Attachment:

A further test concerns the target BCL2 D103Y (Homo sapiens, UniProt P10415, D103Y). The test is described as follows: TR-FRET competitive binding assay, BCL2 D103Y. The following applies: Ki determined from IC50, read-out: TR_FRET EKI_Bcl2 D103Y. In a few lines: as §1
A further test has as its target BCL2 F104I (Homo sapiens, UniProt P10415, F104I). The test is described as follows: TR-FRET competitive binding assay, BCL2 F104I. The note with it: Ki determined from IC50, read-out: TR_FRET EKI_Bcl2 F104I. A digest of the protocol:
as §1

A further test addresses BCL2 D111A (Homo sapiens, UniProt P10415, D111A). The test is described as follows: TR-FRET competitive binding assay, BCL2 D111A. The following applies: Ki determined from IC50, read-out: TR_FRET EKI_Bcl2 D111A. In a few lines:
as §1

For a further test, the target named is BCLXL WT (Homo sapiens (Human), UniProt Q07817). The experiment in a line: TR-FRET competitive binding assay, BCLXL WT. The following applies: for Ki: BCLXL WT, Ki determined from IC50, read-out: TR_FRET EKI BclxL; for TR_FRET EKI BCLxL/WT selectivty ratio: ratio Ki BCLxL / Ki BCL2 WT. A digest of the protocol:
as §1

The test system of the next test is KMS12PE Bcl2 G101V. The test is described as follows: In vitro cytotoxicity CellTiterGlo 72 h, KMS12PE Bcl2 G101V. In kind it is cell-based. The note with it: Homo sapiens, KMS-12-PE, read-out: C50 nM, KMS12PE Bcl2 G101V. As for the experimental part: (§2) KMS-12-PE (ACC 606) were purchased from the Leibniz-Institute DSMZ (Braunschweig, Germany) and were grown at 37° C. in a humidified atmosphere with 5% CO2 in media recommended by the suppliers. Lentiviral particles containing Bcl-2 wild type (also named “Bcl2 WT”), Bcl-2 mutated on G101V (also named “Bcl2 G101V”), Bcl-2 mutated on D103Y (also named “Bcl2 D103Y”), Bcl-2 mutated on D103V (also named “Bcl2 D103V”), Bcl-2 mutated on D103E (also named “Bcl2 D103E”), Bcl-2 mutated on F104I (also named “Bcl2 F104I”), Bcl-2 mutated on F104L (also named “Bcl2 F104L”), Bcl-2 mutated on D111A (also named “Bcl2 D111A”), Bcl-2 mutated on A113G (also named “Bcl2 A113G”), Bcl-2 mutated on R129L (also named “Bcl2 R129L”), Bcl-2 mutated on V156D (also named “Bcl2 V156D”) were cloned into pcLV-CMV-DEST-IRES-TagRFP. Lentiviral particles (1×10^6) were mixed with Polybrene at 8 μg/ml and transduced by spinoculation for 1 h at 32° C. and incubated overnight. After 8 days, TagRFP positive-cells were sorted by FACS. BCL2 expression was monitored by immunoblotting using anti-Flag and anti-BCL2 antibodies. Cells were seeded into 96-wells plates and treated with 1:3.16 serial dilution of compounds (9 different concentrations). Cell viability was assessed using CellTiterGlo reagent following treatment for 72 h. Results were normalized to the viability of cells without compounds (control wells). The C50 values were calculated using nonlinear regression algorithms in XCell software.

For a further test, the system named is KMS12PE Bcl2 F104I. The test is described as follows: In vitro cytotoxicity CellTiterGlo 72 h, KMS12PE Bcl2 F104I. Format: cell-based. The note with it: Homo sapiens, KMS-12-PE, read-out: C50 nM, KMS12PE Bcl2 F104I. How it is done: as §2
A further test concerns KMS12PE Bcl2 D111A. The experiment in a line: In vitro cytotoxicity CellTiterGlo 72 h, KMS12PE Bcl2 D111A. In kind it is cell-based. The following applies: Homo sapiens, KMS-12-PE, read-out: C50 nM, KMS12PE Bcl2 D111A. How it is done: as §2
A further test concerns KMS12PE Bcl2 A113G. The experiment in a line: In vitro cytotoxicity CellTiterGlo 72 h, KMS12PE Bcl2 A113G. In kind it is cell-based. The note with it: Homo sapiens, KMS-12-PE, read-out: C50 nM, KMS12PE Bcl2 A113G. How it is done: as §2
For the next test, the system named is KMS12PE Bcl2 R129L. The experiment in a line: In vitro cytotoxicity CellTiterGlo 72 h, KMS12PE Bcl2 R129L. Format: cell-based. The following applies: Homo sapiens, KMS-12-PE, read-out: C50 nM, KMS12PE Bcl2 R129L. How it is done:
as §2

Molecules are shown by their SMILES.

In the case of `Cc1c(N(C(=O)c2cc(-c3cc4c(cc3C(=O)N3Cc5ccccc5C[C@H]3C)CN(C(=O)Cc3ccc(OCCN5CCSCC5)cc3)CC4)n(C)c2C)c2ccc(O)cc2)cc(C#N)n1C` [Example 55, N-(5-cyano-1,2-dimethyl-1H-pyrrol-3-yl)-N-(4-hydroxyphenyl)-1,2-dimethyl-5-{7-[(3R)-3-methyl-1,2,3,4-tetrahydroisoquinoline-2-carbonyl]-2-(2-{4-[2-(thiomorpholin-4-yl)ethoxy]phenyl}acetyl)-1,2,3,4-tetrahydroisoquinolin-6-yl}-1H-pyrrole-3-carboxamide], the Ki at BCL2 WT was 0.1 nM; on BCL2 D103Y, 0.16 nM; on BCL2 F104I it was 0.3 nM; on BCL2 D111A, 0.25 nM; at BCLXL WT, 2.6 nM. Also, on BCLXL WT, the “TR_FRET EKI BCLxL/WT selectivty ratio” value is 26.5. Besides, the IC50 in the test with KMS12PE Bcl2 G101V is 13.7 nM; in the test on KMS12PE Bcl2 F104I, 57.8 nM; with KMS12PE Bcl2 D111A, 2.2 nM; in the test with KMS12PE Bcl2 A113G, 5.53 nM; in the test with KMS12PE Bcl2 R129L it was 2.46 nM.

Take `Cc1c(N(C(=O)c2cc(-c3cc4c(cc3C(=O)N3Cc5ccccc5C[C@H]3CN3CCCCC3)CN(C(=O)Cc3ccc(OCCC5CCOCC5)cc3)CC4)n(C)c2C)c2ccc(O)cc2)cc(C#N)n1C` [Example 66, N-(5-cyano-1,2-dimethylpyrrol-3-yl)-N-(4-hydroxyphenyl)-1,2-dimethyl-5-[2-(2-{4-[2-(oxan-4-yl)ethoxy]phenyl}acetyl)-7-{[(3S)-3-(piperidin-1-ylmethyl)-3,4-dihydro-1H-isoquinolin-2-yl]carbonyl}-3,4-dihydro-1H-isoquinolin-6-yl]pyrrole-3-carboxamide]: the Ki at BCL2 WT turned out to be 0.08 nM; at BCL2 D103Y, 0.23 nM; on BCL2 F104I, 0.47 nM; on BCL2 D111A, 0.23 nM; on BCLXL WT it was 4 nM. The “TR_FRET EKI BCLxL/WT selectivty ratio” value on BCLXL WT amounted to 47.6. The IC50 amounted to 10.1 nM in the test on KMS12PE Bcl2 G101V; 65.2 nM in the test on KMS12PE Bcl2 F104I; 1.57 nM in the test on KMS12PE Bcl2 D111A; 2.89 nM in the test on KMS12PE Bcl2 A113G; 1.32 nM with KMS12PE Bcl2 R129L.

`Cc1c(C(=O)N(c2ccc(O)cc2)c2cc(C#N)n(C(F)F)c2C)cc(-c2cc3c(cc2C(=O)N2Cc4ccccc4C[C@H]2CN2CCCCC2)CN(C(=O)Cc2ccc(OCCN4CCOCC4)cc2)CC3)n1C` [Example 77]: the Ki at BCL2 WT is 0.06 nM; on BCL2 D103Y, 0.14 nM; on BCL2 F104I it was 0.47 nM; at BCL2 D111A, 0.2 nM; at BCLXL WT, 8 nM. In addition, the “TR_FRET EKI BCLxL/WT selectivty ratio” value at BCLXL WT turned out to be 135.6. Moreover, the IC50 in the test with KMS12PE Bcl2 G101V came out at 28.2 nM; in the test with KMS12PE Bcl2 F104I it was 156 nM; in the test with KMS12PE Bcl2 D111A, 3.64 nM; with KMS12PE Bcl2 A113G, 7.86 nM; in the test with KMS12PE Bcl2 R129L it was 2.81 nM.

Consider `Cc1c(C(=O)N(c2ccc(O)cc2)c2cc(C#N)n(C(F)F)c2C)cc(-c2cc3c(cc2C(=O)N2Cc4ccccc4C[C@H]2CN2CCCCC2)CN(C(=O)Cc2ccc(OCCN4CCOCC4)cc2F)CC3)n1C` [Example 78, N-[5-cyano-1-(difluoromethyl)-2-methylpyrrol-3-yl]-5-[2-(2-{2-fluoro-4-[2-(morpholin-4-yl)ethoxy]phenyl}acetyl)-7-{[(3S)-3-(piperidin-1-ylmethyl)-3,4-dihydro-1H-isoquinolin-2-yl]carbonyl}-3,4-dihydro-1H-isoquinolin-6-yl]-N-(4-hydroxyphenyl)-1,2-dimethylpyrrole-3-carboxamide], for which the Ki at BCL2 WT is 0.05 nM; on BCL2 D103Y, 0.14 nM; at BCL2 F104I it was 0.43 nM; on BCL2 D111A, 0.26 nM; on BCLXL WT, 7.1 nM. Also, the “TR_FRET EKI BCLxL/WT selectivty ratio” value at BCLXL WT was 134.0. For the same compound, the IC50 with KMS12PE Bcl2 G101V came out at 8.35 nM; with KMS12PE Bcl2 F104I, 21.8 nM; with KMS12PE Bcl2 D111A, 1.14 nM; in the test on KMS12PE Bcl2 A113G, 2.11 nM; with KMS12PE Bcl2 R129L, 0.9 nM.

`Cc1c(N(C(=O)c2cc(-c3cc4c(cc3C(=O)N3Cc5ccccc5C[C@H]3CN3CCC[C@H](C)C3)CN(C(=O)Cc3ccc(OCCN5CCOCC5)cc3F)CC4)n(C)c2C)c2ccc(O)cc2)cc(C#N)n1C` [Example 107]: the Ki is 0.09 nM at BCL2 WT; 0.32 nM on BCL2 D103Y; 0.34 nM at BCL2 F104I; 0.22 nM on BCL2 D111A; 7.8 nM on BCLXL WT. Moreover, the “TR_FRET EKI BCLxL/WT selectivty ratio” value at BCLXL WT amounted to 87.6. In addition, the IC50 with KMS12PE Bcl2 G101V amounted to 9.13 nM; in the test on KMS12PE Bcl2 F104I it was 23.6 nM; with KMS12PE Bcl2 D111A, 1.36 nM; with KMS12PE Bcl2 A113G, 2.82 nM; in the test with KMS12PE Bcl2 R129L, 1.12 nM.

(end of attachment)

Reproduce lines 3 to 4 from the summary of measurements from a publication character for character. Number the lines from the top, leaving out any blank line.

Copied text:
as §1

A further test addresses BCL2 D111A (Homo sapiens, UniProt P10415, D111A). The test is described as follows: TR-FRET competitive binding assay, BCL2 D111A. The following applies: Ki determined from IC50, read-out: TR_FRET EKI_Bcl2 D111A. In a few lines: